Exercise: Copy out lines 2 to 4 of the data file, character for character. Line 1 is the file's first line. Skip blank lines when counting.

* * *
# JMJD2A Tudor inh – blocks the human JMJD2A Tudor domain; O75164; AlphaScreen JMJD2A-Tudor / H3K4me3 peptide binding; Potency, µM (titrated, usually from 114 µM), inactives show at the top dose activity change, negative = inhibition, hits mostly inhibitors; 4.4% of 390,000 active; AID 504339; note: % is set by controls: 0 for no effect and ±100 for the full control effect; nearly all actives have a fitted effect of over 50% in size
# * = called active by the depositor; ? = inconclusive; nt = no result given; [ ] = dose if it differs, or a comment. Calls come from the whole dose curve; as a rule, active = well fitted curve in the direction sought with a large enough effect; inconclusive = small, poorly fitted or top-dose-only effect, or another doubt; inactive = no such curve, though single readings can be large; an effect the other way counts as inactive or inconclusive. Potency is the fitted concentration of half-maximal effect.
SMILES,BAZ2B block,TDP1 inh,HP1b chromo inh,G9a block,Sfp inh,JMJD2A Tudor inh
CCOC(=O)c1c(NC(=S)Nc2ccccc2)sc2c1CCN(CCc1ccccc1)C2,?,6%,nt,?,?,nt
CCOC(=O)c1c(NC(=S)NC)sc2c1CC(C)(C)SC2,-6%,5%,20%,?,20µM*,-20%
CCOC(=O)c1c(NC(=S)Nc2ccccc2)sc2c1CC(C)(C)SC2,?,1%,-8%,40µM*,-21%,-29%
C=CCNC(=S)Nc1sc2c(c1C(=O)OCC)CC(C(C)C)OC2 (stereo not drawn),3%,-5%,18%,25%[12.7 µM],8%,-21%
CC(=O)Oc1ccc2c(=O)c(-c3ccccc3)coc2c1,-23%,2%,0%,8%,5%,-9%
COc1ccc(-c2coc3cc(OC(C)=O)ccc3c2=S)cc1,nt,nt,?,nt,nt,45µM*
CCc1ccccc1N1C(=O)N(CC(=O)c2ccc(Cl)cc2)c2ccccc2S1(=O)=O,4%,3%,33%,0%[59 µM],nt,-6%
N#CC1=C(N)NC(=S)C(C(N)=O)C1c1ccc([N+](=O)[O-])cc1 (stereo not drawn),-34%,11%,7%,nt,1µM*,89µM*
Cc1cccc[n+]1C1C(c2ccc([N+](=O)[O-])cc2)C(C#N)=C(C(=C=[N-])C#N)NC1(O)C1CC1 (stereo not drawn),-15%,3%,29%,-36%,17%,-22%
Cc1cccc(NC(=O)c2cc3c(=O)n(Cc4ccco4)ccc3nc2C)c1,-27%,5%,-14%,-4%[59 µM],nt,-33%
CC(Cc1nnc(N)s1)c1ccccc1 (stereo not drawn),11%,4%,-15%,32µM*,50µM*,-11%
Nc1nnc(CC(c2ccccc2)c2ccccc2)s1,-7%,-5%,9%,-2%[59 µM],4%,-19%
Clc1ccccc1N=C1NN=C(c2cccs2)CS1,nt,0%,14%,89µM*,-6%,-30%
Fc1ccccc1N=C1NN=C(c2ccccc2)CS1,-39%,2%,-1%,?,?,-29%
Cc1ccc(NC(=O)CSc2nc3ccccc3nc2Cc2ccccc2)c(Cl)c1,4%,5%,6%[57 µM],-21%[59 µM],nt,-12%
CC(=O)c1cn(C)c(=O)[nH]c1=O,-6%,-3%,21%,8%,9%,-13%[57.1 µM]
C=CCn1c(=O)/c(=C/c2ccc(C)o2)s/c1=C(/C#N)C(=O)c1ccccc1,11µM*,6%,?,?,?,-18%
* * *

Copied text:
# * = called active by the depositor; ? = inconclusive; nt = no result given; [ ] = dose if it differs, or a comment. Calls come from the whole dose curve; as a rule, active = well fitted curve in the direction sought with a large enough effect; inconclusive = small, poorly fitted or top-dose-only effect, or another doubt; inactive = no such curve, though single readings can be large; an effect the other way counts as inactive or inconclusive. Potency is the fitted concentration of half-maximal effect.
SMILES,BAZ2B block,TDP1 inh,HP1b chromo inh,G9a block,Sfp inh,JMJD2A Tudor inh
CCOC(=O)c1c(NC(=S)Nc2ccccc2)sc2c1CCN(CCc1ccccc1)C2,?,6%,nt,?,?,nt